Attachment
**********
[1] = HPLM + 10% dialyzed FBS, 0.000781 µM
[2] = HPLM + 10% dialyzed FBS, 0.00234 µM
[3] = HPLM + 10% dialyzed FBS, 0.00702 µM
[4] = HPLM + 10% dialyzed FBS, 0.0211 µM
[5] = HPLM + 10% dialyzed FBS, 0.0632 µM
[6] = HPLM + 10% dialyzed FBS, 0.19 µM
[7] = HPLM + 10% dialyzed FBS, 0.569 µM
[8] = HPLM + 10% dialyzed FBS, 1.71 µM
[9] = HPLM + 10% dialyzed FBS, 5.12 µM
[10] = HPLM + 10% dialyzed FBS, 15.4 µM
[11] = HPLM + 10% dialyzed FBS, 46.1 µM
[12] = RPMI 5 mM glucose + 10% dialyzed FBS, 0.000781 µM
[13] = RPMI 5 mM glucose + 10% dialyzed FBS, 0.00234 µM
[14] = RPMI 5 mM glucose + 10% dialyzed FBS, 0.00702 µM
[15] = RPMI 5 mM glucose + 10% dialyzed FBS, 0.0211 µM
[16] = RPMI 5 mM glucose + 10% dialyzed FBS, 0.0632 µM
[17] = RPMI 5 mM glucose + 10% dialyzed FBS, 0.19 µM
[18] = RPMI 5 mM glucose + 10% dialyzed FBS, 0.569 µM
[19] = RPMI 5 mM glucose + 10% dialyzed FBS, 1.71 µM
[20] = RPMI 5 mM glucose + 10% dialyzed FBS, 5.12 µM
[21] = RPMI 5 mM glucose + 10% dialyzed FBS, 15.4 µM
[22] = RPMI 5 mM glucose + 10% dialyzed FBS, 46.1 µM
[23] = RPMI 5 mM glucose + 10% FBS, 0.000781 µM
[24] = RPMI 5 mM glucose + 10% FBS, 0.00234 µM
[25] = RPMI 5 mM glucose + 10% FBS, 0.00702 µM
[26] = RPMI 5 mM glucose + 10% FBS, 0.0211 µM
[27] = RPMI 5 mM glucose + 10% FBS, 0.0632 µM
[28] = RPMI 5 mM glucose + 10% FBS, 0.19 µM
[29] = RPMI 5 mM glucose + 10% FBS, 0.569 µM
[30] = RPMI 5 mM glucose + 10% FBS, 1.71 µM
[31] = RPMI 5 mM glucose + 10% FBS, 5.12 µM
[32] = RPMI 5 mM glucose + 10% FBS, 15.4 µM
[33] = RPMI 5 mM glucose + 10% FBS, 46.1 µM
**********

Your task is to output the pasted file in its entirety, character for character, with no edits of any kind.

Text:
[1] = HPLM + 10% dialyzed FBS, 0.000781 µM
[2] = HPLM + 10% dialyzed FBS, 0.00234 µM
[3] = HPLM + 10% dialyzed FBS, 0.00702 µM
[4] = HPLM + 10% dialyzed FBS, 0.0211 µM
[5] = HPLM + 10% dialyzed FBS, 0.0632 µM
[6] = HPLM + 10% dialyzed FBS, 0.19 µM
[7] = HPLM + 10% dialyzed FBS, 0.569 µM
[8] = HPLM + 10% dialyzed FBS, 1.71 µM
[9] = HPLM + 10% dialyzed FBS, 5.12 µM
[10] = HPLM + 10% dialyzed FBS, 15.4 µM
[11] = HPLM + 10% dialyzed FBS, 46.1 µM
[12] = RPMI 5 mM glucose + 10% dialyzed FBS, 0.000781 µM
[13] = RPMI 5 mM glucose + 10% dialyzed FBS, 0.00234 µM
[14] = RPMI 5 mM glucose + 10% dialyzed FBS, 0.00702 µM
[15] = RPMI 5 mM glucose + 10% dialyzed FBS, 0.0211 µM
[16] = RPMI 5 mM glucose + 10% dialyzed FBS, 0.0632 µM
[17] = RPMI 5 mM glucose + 10% dialyzed FBS, 0.19 µM
[18] = RPMI 5 mM glucose + 10% dialyzed FBS, 0.569 µM
[19] = RPMI 5 mM glucose + 10% dialyzed FBS, 1.71 µM
[20] = RPMI 5 mM glucose + 10% dialyzed FBS, 5.12 µM
[21] = RPMI 5 mM glucose + 10% dialyzed FBS, 15.4 µM
[22] = RPMI 5 mM glucose + 10% dialyzed FBS, 46.1 µM
[23] = RPMI 5 mM glucose + 10% FBS, 0.000781 µM
[24] = RPMI 5 mM glucose + 10% FBS, 0.00234 µM
[25] = RPMI 5 mM glucose + 10% FBS, 0.00702 µM
[26] = RPMI 5 mM glucose + 10% FBS, 0.0211 µM
[27] = RPMI 5 mM glucose + 10% FBS, 0.0632 µM
[28] = RPMI 5 mM glucose + 10% FBS, 0.19 µM
[29] = RPMI 5 mM glucose + 10% FBS, 0.569 µM
[30] = RPMI 5 mM glucose + 10% FBS, 1.71 µM
[31] = RPMI 5 mM glucose + 10% FBS, 5.12 µM
[32] = RPMI 5 mM glucose + 10% FBS, 15.4 µM
[33] = RPMI 5 mM glucose + 10% FBS, 46.1 µM